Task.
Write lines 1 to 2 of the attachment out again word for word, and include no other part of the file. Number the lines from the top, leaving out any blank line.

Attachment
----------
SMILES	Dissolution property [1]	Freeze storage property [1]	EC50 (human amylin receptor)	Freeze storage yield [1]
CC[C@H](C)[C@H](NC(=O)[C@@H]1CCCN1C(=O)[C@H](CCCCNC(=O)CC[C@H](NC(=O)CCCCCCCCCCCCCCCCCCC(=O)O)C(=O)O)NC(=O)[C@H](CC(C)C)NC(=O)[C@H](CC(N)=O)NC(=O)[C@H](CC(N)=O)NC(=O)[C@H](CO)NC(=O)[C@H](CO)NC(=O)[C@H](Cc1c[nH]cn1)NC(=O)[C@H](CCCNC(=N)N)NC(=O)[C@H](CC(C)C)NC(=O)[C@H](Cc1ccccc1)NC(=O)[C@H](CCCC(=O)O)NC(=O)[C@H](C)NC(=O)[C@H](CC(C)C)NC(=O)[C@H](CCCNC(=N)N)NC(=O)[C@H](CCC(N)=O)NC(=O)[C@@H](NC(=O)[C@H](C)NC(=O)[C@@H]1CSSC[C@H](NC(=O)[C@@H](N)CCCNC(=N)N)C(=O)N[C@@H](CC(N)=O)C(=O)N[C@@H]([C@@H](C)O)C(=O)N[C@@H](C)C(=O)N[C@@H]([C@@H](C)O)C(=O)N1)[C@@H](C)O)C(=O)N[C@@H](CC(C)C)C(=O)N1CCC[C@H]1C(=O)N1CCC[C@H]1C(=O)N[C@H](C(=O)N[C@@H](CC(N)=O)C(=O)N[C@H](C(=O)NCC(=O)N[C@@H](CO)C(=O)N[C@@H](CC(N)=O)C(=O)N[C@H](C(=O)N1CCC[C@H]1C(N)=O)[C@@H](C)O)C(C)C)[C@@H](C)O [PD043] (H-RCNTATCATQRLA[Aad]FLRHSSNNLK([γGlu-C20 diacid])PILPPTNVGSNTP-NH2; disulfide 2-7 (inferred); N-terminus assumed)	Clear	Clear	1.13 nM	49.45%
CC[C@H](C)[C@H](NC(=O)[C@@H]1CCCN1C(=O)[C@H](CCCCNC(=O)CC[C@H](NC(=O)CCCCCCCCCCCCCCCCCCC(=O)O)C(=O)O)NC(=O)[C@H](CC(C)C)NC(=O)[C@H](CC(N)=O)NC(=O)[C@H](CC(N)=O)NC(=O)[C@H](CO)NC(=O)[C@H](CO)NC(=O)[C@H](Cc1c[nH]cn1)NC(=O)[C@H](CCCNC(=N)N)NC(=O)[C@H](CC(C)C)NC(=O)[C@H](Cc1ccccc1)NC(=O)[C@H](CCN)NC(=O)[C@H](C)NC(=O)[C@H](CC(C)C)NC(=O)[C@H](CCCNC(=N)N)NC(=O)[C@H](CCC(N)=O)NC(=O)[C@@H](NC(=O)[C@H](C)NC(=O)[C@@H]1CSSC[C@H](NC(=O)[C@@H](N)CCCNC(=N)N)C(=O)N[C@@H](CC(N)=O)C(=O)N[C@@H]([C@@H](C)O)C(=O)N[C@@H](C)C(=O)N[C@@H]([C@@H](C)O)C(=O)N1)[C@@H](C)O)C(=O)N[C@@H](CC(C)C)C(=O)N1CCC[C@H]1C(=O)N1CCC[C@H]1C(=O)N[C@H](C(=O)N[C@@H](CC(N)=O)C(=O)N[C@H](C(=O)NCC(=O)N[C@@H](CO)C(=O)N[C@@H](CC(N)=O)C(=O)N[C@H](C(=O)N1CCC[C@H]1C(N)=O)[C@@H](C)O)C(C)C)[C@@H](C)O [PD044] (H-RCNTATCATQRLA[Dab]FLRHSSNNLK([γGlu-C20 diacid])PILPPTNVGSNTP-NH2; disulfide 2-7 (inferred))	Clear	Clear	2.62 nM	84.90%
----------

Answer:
SMILES	Dissolution property [1]	Freeze storage property [1]	EC50 (human amylin receptor)	Freeze storage yield [1]
CC[C@H](C)[C@H](NC(=O)[C@@H]1CCCN1C(=O)[C@H](CCCCNC(=O)CC[C@H](NC(=O)CCCCCCCCCCCCCCCCCCC(=O)O)C(=O)O)NC(=O)[C@H](CC(C)C)NC(=O)[C@H](CC(N)=O)NC(=O)[C@H](CC(N)=O)NC(=O)[C@H](CO)NC(=O)[C@H](CO)NC(=O)[C@H](Cc1c[nH]cn1)NC(=O)[C@H](CCCNC(=N)N)NC(=O)[C@H](CC(C)C)NC(=O)[C@H](Cc1ccccc1)NC(=O)[C@H](CCCC(=O)O)NC(=O)[C@H](C)NC(=O)[C@H](CC(C)C)NC(=O)[C@H](CCCNC(=N)N)NC(=O)[C@H](CCC(N)=O)NC(=O)[C@@H](NC(=O)[C@H](C)NC(=O)[C@@H]1CSSC[C@H](NC(=O)[C@@H](N)CCCNC(=N)N)C(=O)N[C@@H](CC(N)=O)C(=O)N[C@@H]([C@@H](C)O)C(=O)N[C@@H](C)C(=O)N[C@@H]([C@@H](C)O)C(=O)N1)[C@@H](C)O)C(=O)N[C@@H](CC(C)C)C(=O)N1CCC[C@H]1C(=O)N1CCC[C@H]1C(=O)N[C@H](C(=O)N[C@@H](CC(N)=O)C(=O)N[C@H](C(=O)NCC(=O)N[C@@H](CO)C(=O)N[C@@H](CC(N)=O)C(=O)N[C@H](C(=O)N1CCC[C@H]1C(N)=O)[C@@H](C)O)C(C)C)[C@@H](C)O [PD043] (H-RCNTATCATQRLA[Aad]FLRHSSNNLK([γGlu-C20 diacid])PILPPTNVGSNTP-NH2; disulfide 2-7 (inferred); N-terminus assumed)	Clear	Clear	1.13 nM	49.45%